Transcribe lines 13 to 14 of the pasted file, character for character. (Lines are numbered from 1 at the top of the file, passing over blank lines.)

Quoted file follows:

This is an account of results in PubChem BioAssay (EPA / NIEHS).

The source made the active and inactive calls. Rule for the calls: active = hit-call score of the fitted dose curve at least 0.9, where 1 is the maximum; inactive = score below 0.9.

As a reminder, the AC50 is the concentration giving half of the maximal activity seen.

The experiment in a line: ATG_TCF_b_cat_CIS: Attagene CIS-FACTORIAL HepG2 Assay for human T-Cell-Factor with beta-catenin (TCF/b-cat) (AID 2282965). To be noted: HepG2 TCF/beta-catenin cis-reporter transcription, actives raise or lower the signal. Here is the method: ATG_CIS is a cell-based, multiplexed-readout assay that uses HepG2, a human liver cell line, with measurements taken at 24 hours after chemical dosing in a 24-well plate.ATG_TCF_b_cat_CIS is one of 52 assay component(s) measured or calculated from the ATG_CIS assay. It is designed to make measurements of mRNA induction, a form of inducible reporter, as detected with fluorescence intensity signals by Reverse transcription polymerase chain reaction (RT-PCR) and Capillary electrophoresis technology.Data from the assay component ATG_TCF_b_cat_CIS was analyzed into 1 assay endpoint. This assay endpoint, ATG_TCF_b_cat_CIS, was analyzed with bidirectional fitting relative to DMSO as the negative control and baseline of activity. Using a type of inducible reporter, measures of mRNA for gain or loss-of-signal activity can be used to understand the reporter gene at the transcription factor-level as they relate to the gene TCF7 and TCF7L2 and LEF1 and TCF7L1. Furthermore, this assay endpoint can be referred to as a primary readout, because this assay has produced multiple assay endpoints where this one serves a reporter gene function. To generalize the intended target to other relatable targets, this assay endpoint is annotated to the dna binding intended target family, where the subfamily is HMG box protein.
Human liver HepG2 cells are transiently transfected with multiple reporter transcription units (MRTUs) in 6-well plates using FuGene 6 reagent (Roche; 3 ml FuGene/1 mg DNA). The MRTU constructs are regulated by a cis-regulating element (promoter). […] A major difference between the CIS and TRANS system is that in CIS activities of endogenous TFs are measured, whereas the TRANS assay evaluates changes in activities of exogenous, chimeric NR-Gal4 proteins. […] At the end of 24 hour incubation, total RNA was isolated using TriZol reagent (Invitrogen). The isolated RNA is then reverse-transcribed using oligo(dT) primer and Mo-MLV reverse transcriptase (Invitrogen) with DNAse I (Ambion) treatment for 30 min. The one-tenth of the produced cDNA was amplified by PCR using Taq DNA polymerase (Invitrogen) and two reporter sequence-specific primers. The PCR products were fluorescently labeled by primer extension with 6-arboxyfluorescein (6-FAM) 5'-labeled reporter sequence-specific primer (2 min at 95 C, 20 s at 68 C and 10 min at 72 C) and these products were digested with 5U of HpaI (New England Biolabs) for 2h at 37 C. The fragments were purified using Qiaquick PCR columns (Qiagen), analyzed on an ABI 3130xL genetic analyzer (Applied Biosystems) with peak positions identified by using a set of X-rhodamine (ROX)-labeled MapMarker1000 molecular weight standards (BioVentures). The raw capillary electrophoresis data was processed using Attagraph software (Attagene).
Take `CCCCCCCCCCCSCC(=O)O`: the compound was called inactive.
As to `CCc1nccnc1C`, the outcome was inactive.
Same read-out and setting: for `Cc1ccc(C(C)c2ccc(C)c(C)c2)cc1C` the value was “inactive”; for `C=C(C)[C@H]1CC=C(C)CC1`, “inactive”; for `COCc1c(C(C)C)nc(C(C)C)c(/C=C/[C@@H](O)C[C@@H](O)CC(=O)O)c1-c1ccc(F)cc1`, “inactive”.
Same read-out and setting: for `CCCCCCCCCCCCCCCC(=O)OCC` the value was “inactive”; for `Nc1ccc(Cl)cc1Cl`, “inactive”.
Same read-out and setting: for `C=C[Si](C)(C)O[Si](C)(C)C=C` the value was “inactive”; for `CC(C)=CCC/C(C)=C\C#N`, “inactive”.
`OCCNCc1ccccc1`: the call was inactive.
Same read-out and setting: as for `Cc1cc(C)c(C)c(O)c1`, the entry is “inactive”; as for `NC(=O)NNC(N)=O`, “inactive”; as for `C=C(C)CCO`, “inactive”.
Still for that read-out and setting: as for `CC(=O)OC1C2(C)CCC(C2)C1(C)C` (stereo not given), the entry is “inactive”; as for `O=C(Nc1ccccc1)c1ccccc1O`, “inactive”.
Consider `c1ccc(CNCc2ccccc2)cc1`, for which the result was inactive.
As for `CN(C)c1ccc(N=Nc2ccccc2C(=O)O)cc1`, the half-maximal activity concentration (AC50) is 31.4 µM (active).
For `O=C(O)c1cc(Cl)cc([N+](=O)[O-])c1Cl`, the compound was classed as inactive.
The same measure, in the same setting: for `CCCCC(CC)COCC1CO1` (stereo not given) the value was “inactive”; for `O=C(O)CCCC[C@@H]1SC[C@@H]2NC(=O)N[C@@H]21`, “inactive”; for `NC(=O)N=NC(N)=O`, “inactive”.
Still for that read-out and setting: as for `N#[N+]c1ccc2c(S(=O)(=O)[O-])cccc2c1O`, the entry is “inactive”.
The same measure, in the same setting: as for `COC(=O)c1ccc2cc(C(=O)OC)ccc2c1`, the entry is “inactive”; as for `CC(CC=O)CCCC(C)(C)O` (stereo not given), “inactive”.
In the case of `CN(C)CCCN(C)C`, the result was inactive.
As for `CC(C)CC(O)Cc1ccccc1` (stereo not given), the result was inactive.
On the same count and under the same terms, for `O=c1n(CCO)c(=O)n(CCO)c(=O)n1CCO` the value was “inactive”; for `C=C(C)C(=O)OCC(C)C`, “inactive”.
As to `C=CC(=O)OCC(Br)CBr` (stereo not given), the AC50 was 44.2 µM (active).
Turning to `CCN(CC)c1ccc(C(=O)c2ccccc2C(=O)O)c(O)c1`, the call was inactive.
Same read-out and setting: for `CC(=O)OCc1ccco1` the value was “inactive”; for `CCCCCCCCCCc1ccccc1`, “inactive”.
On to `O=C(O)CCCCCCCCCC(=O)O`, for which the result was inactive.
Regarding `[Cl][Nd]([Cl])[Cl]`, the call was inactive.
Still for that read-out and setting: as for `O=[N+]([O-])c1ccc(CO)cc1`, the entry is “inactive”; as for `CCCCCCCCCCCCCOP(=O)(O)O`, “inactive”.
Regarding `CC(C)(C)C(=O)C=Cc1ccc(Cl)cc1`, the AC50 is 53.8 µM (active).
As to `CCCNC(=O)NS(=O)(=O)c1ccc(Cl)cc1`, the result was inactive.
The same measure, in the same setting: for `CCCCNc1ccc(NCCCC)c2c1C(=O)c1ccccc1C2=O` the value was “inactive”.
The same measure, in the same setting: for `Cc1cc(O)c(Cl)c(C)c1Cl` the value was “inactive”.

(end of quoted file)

Still for that read-out and setting: as for `CC(=O)OC1C2(C)CCC(C2)C1(C)C` (stereo not given), the entry is “inactive”; as for `O=C(Nc1ccccc1)c1ccccc1O`, “inactive”.
Consider `c1ccc(CNCc2ccccc2)cc1`, for which the result was inactive.